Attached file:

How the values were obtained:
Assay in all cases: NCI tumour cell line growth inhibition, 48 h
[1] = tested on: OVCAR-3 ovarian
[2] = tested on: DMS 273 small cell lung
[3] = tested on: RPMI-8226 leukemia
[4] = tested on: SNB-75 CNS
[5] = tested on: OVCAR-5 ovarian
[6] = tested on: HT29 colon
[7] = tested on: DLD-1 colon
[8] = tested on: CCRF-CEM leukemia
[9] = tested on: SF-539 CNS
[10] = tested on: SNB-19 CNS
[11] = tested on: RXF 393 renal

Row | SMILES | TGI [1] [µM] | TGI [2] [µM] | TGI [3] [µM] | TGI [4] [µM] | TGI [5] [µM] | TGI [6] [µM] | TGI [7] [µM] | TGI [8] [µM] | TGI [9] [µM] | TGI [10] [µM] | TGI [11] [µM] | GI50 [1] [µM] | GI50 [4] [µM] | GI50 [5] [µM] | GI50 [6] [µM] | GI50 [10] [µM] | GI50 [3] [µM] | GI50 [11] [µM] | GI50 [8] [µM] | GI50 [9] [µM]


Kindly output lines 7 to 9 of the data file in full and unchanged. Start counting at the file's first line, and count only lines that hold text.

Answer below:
[5] = tested on: OVCAR-5 ovarian
[6] = tested on: HT29 colon
[7] = tested on: DLD-1 colon